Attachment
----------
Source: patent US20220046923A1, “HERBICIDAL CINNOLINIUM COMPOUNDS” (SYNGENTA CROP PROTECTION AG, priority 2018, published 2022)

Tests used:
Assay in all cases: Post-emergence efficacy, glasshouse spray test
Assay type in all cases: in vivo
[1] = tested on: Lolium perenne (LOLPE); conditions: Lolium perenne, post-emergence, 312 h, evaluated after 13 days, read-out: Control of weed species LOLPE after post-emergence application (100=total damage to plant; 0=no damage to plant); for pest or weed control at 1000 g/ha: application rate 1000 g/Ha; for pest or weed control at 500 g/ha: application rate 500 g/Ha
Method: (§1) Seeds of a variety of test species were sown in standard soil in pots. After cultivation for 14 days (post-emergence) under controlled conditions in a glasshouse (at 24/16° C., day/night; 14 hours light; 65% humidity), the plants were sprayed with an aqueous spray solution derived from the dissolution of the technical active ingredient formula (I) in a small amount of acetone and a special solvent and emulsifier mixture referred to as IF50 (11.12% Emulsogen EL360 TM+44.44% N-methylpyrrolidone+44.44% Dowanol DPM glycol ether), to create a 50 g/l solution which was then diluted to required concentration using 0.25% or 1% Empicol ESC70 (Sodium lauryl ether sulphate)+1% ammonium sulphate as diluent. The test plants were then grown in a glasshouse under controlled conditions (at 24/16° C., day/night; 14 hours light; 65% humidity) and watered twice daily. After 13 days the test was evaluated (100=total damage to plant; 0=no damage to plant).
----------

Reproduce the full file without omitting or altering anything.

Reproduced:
Source: patent US20220046923A1, “HERBICIDAL CINNOLINIUM COMPOUNDS” (SYNGENTA CROP PROTECTION AG, priority 2018, published 2022)

Tests used:
Assay in all cases: Post-emergence efficacy, glasshouse spray test
Assay type in all cases: in vivo
[1] = tested on: Lolium perenne (LOLPE); conditions: Lolium perenne, post-emergence, 312 h, evaluated after 13 days, read-out: Control of weed species LOLPE after post-emergence application (100=total damage to plant; 0=no damage to plant); for pest or weed control at 1000 g/ha: application rate 1000 g/Ha; for pest or weed control at 500 g/ha: application rate 500 g/Ha
Method: (§1) Seeds of a variety of test species were sown in standard soil in pots. After cultivation for 14 days (post-emergence) under controlled conditions in a glasshouse (at 24/16° C., day/night; 14 hours light; 65% humidity), the plants were sprayed with an aqueous spray solution derived from the dissolution of the technical active ingredient formula (I) in a small amount of acetone and a special solvent and emulsifier mixture referred to as IF50 (11.12% Emulsogen EL360 TM+44.44% N-methylpyrrolidone+44.44% Dowanol DPM glycol ether), to create a 50 g/l solution which was then diluted to required concentration using 0.25% or 1% Empicol ESC70 (Sodium lauryl ether sulphate)+1% ammonium sulphate as diluent. The test plants were then grown in a glasshouse under controlled conditions (at 24/16° C., day/night; 14 hours light; 65% humidity) and watered twice daily. After 13 days the test was evaluated (100=total damage to plant; 0=no damage to plant).